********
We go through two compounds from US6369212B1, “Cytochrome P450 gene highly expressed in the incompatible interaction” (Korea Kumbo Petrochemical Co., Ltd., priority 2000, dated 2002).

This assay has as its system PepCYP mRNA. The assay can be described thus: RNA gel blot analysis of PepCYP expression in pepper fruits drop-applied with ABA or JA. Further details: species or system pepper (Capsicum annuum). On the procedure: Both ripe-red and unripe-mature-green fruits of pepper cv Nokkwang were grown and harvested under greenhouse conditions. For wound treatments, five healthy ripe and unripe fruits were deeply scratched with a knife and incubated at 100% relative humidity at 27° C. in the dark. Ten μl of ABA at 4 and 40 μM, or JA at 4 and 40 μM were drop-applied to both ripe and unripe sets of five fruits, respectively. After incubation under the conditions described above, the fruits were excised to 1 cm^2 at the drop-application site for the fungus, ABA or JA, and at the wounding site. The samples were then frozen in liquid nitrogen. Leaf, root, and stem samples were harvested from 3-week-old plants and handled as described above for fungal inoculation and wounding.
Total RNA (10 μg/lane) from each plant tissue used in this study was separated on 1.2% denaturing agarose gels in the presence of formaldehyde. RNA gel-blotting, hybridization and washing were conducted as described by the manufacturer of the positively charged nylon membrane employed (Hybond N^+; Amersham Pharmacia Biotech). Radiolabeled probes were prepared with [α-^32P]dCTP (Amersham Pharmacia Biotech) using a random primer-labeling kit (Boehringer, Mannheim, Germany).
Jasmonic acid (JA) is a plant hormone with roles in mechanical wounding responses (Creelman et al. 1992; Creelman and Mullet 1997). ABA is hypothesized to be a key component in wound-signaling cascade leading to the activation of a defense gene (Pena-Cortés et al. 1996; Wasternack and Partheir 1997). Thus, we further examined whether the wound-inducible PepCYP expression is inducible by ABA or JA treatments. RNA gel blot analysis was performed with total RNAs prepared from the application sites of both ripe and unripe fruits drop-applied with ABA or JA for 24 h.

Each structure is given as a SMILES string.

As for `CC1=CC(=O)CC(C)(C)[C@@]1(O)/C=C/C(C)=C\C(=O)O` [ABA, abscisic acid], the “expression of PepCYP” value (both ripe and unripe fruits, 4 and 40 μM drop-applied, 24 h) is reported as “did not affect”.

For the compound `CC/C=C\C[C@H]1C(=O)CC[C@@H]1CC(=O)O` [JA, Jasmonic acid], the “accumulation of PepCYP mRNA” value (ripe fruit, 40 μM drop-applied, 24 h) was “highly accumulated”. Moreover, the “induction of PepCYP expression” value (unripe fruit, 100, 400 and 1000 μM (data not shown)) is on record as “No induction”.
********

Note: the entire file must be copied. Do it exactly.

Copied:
We go through two compounds from US6369212B1, “Cytochrome P450 gene highly expressed in the incompatible interaction” (Korea Kumbo Petrochemical Co., Ltd., priority 2000, dated 2002).

This assay has as its system PepCYP mRNA. The assay can be described thus: RNA gel blot analysis of PepCYP expression in pepper fruits drop-applied with ABA or JA. Further details: species or system pepper (Capsicum annuum). On the procedure: Both ripe-red and unripe-mature-green fruits of pepper cv Nokkwang were grown and harvested under greenhouse conditions. For wound treatments, five healthy ripe and unripe fruits were deeply scratched with a knife and incubated at 100% relative humidity at 27° C. in the dark. Ten μl of ABA at 4 and 40 μM, or JA at 4 and 40 μM were drop-applied to both ripe and unripe sets of five fruits, respectively. After incubation under the conditions described above, the fruits were excised to 1 cm^2 at the drop-application site for the fungus, ABA or JA, and at the wounding site. The samples were then frozen in liquid nitrogen. Leaf, root, and stem samples were harvested from 3-week-old plants and handled as described above for fungal inoculation and wounding.
Total RNA (10 μg/lane) from each plant tissue used in this study was separated on 1.2% denaturing agarose gels in the presence of formaldehyde. RNA gel-blotting, hybridization and washing were conducted as described by the manufacturer of the positively charged nylon membrane employed (Hybond N^+; Amersham Pharmacia Biotech). Radiolabeled probes were prepared with [α-^32P]dCTP (Amersham Pharmacia Biotech) using a random primer-labeling kit (Boehringer, Mannheim, Germany).
Jasmonic acid (JA) is a plant hormone with roles in mechanical wounding responses (Creelman et al. 1992; Creelman and Mullet 1997). ABA is hypothesized to be a key component in wound-signaling cascade leading to the activation of a defense gene (Pena-Cortés et al. 1996; Wasternack and Partheir 1997). Thus, we further examined whether the wound-inducible PepCYP expression is inducible by ABA or JA treatments. RNA gel blot analysis was performed with total RNAs prepared from the application sites of both ripe and unripe fruits drop-applied with ABA or JA for 24 h.

Each structure is given as a SMILES string.

As for `CC1=CC(=O)CC(C)(C)[C@@]1(O)/C=C/C(C)=C\C(=O)O` [ABA, abscisic acid], the “expression of PepCYP” value (both ripe and unripe fruits, 4 and 40 μM drop-applied, 24 h) is reported as “did not affect”.

For the compound `CC/C=C\C[C@H]1C(=O)CC[C@@H]1CC(=O)O` [JA, Jasmonic acid], the “accumulation of PepCYP mRNA” value (ripe fruit, 40 μM drop-applied, 24 h) was “highly accumulated”. Moreover, the “induction of PepCYP expression” value (unripe fruit, 100, 400 and 1000 μM (data not shown)) is on record as “No induction”.